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Władysław Edward Kronenberg was born as the son of a banker Leopold Stanisław Kronenberg (1812-1878) and Ernestine Rosalie Leo (1827-1893), daughter of Leopold August Leo. He had five siblings: Stanisław Leopold, Leopold Julian, Tekla Julia, Marię Różę, and Różę Marię Karolinę. His parents were both from families of Jewish origin, but were baptized in the Evangelical Reformed church, and brought up their children as such, including Wladyslaw.
He graduated from the Ecole Centrale in Paris. After returning to Poland, he became a member of the Warsaw-Tiraspol and Vistula railroads. He was the founder and publisher of the Warsaw Technical Review .
In 1883 in a village near Czestochowa he began the construction of a textile factory, which was soon after sold to the Austrian company Hielle and Ditrich, due to lack of profitability of the project. Finally, the factory under the name "Błeszno" was launched in 1885 and before the First World War was one of the biggest factories in the Kingdom of Poland.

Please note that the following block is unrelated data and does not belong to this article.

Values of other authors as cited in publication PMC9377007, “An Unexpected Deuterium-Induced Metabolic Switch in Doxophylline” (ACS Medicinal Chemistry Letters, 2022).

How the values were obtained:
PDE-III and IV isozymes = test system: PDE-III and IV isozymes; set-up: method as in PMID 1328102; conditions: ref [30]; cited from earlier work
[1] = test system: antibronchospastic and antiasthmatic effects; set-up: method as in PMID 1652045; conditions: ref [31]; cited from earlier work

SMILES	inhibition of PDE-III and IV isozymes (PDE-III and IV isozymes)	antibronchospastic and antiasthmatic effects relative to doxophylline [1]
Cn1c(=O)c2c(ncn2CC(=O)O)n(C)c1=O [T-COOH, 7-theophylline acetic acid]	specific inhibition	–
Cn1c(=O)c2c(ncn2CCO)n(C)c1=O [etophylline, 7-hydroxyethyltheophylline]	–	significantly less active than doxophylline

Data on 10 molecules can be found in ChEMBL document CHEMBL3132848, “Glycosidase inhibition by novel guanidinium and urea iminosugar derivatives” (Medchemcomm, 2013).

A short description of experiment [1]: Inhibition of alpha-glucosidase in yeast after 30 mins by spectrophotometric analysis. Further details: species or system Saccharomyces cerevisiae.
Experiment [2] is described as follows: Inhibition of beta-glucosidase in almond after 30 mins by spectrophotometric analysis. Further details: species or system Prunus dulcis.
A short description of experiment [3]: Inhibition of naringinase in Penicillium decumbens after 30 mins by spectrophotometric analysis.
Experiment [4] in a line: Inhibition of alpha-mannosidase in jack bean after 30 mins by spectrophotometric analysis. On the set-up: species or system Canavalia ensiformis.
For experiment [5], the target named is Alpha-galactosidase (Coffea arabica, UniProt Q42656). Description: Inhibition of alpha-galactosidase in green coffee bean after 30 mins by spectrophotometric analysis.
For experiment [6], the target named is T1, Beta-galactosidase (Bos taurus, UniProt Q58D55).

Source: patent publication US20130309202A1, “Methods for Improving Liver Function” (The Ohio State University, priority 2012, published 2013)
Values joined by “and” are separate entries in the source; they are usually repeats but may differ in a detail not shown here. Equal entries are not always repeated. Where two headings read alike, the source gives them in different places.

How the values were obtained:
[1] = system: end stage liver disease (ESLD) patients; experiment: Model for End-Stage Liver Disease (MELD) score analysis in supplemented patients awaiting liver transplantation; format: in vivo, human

After the failure in the construction of factories near Czestochowa, he abandoned industrial activity and settled in Paris, where he became a composer. He worked mostly on patriotic songs. In 1881, he founded the Warsaw Music Society and was its president until 1885.
He was married to Małgorzatą Łucją Chevreau (b. 1859), with whom he had a daughter Marię Władysławę (1882-1914), the wife of Józef Rajmund Anny Maria, Count de Maistre.
He died at Cannes and was buried in the cemetery of the Evangelical Reformed in Warsaw. The Warsaw Charity Society was left 250,000 rubles in his will.
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